In this post, I explain, step-by-step how ambient ionization with DART-MS forms positive ions by reactions of excited-state helium with atmospheric water.
The first step in DART-MS involves the transfer of energy from highly energetic excited-state atoms to neutral molecules to form a positive ion and an electron. This is called Penning ionization after a short article published by F. W. Penning in 1927. A simplified DART-MS mechanism is represented in the following reaction:
He* refers to a long-lived excited-state (“Metastable”) atom, H
2O denotes a water molecule,
H2O+• denotes a positively charged water ion and
e— denotes an electron with its negative charge. The exact mechanism may be more complex -- for example, nitrogen in the air may play a role in reactions that ionize water molecules. In any case, we can see the result of the next step.
Charged water clusters
The water ions formed in the previous step react with neutral water molecules to produce hydronium ions (H3O+) and protonated water clusters [(H2O)n + H]+•.
Protonated water clusters and trace background ions in positive-ion DART
The sample is ionized
In the last step, the protonated water clusters transfer a proton to the sample:
This will happen if the sample must have a higher proton affinity than water. This is generally true for basic molecules (for example, drugs like caffeine and cocaine) and for many samples with a heteroatom (O, S, N, P) or site of unsaturation (multiple bonds). This reaction won’t happen for very nonpolar molecules (for example, saturated hydrocarbons) and it isn’t the most favorable reaction for molecules like carboxylic acids and phenols. The figure below shows an AccuTOF-DART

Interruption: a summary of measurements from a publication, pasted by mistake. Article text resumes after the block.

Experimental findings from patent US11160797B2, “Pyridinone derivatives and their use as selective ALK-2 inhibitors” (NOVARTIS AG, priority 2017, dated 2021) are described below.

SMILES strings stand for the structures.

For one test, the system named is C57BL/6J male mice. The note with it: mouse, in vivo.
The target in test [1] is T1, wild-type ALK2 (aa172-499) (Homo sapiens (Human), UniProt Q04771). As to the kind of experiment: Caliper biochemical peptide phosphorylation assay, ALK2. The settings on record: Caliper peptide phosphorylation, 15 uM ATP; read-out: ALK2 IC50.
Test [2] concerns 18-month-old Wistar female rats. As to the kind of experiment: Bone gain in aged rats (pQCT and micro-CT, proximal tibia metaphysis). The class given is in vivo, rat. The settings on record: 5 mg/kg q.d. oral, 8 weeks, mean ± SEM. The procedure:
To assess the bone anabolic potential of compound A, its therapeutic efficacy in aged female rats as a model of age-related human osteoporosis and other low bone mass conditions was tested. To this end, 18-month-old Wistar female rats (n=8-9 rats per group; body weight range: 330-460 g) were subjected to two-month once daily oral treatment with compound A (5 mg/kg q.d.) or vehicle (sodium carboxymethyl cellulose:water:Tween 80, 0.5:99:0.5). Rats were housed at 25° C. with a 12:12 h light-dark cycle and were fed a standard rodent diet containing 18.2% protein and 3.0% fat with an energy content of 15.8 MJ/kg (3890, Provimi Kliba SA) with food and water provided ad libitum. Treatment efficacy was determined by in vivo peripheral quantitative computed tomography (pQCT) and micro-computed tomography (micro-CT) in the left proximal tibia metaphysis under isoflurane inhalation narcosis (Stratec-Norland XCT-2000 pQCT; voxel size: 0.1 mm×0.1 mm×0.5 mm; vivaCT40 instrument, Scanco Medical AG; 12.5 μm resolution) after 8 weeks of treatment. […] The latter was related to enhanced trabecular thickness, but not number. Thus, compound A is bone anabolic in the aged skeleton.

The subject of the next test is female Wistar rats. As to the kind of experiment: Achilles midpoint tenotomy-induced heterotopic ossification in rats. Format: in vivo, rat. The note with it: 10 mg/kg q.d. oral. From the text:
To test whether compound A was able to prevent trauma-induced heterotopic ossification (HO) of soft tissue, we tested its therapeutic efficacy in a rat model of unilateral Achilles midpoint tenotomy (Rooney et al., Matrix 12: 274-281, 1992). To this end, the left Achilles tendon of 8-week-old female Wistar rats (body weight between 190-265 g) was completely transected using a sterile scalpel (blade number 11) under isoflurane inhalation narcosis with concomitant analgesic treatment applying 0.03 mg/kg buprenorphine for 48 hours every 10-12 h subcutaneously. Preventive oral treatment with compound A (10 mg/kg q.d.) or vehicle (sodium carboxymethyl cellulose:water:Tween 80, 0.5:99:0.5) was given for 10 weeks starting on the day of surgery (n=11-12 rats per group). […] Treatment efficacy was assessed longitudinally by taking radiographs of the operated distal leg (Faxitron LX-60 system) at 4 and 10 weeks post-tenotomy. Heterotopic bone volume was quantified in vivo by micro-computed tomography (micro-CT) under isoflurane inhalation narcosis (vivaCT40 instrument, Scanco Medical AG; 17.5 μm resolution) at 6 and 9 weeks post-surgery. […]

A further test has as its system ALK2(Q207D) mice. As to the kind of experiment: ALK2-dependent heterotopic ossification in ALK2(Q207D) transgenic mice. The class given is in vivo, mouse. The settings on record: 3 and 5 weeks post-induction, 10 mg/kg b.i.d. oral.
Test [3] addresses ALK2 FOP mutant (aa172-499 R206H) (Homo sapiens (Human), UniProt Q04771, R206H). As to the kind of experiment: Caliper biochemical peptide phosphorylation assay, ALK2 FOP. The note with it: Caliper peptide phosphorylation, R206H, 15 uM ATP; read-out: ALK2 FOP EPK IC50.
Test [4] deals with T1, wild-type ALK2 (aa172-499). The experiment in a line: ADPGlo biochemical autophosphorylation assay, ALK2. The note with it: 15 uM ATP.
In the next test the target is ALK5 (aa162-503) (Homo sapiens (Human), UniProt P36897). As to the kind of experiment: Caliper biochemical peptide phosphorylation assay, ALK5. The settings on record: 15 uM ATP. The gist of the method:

positive-ion mass spectrum from the NIST DART Forensic Database
Positive-ion DART mass spectrum of caffeine measured on the JEOL AccuTOF-DART
The simplest mechanism for forming positive ions with DART involves reactions of charged water clusters with the sample to produce a protonated molecule [S + H]+. In future posts, I’ll describe other reactions that can happen, but the next series of articles will discuss the information we can obtain from the accurate-mass data and isotope information in the DART-MS positive-ion mass spectrum. To learn more about JEOL mass spectrometers and the AccuTOF-DART system, please visit us here.